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Time and finances are challenging relationships

When things go wrong, it nowadays seems easier for people to give up

Long working hours are affecting relationships, says Prof. Suzanne Piscopo. Photo: Matthew MirabelliLong working hours are affecting relationships, says Prof. Suzanne Piscopo. Photo: Matthew Mirabelli

Longer socialising hours with colleagues and increasing financial burdens are threatening today’s relationships, Maltese couples have told researchers in a nationwide study.

“The study participants lamented today’s fragility of relationships, with some interviewees noting that one or both of the individuals in the couple are frequently spending more time with their colleagues than with their partner,” said Prof. Suzanne Piscopo, one of the researchers of Sustaining Relationships: The Ex-pectations and Lived Experiences of Maltese Couples, whose findings will be published on Thursday.

“This could also be the result of long working hours, or working hours augmented by after-work socialising.

“Meanwhile, something that was highlighted across the board is that when things go wrong, it nowadays seems easier for people to give up and go their separate ways.”

The qualitative research, by the National Centre for Family Research within the President’s Foundation for the Wellbeing of Society, is a follow-up to a quantitative study published last year.

Called Sustaining Relationships – Couples and Singles in a Changing Society, the previous study was carried out among 2,500 people.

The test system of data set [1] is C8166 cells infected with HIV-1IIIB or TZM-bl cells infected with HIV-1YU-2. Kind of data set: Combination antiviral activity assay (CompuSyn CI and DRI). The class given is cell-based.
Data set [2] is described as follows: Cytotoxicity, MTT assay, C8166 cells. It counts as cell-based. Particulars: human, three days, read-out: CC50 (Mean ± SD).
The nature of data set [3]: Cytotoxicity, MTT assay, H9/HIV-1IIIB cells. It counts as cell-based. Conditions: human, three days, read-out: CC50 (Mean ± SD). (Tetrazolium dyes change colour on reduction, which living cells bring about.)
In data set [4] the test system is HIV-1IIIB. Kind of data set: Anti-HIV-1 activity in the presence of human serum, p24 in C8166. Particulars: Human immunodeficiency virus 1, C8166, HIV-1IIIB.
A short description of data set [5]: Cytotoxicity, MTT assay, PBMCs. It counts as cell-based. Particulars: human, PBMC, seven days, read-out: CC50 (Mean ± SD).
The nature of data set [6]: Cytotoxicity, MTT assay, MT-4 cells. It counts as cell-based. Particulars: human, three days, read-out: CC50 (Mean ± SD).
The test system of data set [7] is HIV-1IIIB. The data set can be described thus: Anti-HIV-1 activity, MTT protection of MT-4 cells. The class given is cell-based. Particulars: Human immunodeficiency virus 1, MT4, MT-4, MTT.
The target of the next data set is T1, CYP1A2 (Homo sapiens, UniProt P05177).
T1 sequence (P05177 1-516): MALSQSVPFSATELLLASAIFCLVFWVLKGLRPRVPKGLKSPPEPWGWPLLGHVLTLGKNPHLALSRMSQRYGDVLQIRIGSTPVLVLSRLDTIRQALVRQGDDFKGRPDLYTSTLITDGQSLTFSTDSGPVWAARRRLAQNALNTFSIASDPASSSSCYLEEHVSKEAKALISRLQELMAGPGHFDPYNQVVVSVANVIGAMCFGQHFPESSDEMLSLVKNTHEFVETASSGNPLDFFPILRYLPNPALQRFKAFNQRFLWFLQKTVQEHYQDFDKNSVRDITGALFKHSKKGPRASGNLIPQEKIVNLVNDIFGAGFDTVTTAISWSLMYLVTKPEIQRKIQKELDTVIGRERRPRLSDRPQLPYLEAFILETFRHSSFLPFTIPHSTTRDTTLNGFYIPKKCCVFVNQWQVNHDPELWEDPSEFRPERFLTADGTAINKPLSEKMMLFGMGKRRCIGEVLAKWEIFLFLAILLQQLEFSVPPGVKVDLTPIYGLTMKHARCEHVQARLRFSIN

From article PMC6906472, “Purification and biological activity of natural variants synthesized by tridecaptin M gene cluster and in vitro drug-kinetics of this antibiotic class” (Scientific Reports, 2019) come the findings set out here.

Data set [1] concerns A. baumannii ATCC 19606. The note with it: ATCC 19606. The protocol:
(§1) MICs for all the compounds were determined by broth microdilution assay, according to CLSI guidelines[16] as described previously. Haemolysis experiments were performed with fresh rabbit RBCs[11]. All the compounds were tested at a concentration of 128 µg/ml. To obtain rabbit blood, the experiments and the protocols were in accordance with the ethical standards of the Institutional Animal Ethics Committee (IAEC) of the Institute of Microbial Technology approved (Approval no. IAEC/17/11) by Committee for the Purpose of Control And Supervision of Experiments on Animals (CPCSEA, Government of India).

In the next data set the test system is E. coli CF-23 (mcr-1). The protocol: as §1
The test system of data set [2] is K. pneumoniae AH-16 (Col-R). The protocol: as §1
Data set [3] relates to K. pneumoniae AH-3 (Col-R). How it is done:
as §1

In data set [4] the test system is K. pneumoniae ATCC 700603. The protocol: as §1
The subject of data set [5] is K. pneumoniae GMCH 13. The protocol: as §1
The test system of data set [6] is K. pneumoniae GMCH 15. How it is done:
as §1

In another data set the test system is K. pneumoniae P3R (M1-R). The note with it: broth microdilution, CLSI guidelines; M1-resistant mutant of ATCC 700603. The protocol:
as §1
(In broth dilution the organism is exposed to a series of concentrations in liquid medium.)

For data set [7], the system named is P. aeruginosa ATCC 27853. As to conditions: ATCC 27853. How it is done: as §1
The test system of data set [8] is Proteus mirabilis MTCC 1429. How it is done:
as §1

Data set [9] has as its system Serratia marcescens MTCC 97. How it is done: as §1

Most respondents had reported satisfaction with their relationships, and this was particularly true for married respondents and those with adequate income.

The research had shown that relationship satisfaction does not depend on gender, age or nationality.

Around three quarters of the participants had said they were satisfied with life, with satisfaction peaking between the ages of 66 and 80.

Satisfaction was higher among married or single people, as opposed to separated, widowed or divorced.

Among singles, women in their late 20s or 70s expressed highest life satisfaction.

Some 23 people took part in the follow-up study, which will be launched on Thursday, highlighting the contextual forces impacting current local couple relationship, while also looking into what couples value in their long-term relationship.

Shared decision-making, face-to face communication and support in achieving goals emerged as some ingredients of keeping the relationship sustainable.

Two clear challenges to long-lasting relationships according to the study are lack of time with the partner and income inadequacy.

Income inadequacy could lead to longer working hours or multiple jobs, Prof. Piscopo said, noting that people were increasingly in-fluenced by lifestyle norms.

This did not boil down to just materialism, where wants be-come needs, but also revolved around what was expected of parents, such as afterschool activities.

She also referred to coping mechanisms that some of the participants highlighted, such as both parents accompany children to their after-school activities and having a chat over a coffee until it was time to pick them up again.

More information on [email protected] or 2148 4662.

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